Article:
|looked like a bear visited the bird feeder|
Photo by J. Harrington
After we’d had a cup of coffee, we put on some shoes and went to clean up the mess. As we came closer, we noticed a number of what appeared to be mole or vole exit holes. They often feed on the feeder’s droppings. While picking up some broken glass, we got a closer look at the “holes.” They were the deep-set hoof prints of a whitetail deer!? A more mindful scan of the ground made soft by burrowers revealed several of our own footprints, more deer hoof prints, but no bear paw prints!
|but these are not the paw prints of a bear, they're whitetail deer hoof prints|
Photo by J. Harrington
We can easily understand one or more deer helping themselves to the sunflower seeds that covered the ground. We find it much more difficult to picture a deer knocking down the feeder pole and tromping on the sunflower feeder. On the other hand, we found no bear paw prints and can’t quite pictured a bear breaking the glass nectar feeder with his (her) paw nor biting the glass and breaking it. It's not hard to picture a whitetail hoof striking the glass feeder hard enough to shatter glass. We've been sitting in the woods several times when whitetail does stomped and snorted at us, trying to startle us so they could more readily figure out what we were.
There used to be a tv comedy named “Welcome Back Kotter,” with a teenage jd type named Vinnie Barbarino (John Travolta) who had an infamous line “I am so confused!” Vinnie usually ran his hands through his abundant hair while dramatically exclaiming his confused state. Our hair is no longer what it once was, but we join Vinnie’s perplexity in our assessment of what happened last night at our front bird feeders.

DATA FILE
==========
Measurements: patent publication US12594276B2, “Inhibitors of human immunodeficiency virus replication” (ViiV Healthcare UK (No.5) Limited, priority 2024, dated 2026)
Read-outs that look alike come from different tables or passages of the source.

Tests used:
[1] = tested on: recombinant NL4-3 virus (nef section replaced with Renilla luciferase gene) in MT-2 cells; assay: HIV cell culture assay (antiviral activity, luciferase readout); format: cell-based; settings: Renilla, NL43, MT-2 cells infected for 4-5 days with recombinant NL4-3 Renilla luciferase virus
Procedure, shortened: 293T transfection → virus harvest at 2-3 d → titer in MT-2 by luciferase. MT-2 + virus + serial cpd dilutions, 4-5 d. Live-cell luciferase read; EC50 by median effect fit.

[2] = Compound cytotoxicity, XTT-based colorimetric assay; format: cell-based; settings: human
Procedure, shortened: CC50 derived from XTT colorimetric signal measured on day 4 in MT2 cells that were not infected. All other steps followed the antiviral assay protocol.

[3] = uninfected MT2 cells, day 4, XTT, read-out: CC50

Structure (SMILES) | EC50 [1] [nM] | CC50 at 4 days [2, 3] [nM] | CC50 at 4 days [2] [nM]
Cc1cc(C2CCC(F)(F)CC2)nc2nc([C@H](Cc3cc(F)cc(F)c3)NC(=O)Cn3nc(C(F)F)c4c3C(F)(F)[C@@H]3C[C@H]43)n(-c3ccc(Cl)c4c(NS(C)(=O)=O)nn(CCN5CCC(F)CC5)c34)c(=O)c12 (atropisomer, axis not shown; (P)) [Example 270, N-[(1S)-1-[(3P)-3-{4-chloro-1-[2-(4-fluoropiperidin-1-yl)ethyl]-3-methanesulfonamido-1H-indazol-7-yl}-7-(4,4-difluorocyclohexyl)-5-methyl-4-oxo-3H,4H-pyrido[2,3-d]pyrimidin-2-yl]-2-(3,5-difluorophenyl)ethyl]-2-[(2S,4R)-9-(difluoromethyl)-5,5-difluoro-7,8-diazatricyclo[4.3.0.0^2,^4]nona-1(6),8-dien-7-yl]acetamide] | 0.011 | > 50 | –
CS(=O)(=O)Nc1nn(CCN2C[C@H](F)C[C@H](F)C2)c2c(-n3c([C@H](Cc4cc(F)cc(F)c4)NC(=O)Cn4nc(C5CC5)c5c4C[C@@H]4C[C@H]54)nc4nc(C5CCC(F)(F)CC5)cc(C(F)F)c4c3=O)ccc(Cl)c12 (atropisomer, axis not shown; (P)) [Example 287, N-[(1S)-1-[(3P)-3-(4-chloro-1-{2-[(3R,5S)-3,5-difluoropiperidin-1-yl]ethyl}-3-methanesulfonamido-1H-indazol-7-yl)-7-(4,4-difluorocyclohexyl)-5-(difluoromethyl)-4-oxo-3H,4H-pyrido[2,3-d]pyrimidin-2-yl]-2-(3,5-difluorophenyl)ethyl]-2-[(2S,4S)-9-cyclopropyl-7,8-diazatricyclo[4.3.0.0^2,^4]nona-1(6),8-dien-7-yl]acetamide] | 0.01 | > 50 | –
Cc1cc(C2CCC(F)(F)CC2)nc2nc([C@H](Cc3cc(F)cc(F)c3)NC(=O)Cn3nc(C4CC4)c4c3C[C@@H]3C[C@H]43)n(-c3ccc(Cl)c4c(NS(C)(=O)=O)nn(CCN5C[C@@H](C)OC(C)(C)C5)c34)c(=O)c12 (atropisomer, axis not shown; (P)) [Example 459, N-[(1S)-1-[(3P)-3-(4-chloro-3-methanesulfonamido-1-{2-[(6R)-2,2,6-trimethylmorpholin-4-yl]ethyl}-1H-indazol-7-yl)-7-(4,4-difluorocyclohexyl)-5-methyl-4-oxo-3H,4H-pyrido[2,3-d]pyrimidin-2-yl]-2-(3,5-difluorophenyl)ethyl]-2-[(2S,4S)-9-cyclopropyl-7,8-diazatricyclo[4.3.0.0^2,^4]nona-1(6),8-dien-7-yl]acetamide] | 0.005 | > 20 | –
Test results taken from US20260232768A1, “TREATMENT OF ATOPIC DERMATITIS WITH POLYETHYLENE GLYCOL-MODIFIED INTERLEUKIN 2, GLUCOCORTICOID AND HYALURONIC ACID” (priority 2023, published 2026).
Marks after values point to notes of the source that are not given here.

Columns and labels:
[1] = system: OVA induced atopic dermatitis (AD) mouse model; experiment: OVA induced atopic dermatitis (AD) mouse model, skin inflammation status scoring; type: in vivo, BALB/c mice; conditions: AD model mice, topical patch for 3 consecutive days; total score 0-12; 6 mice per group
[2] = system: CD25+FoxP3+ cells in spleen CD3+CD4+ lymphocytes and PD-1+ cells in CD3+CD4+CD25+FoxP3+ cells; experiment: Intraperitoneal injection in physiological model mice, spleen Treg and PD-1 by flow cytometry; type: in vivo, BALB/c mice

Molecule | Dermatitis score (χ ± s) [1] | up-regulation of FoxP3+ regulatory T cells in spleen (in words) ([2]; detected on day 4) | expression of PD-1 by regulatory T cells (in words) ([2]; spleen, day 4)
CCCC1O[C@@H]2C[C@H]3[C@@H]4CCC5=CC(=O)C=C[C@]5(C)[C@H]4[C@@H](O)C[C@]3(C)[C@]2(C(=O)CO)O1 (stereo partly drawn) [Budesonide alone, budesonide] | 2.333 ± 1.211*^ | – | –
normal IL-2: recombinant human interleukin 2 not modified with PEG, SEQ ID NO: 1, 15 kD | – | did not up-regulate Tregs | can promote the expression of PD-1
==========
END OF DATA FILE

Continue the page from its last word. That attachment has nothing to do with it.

The Poet Contemplates the Nature of Reality
On the side of the road a deer, frozen, frigid.Go back to your life, the voice said.What is my life? she wondered. For months she lostherself in work—Freud said work is as importantas love to the soul—and at night she sat with a boy,forcing him to practice his violin, helping him recite his notes.Then the ice thawed and the deer came to life.She saw her jump over the fence, she saw her in the twilight,how free she looked. She saw her eyes shiny as marbles,as much a part of this world as the fence a workerpounds into the earth. At night she still sat with the boy.He’s learning “Au Claire de la Lune.”Do you know it? He has established a relationshipwith his violin. He knows that it takes practice to master it:the accuracy of each note, to wrestle his feelings to the listener.But he’s impatient. Sometimes what he hears and feelsare not always the same. Again, the poet says.She knows if he tries to silence his fervor, he might not ever knowwho he is. The poet contemplates whether a deer can dream.Rich blood-red berries on a branch, pachysandra in the garden.A soft warm bed in the leaves.
Thanks for visiting. Come again when you can.
Please be kind to each other while you can.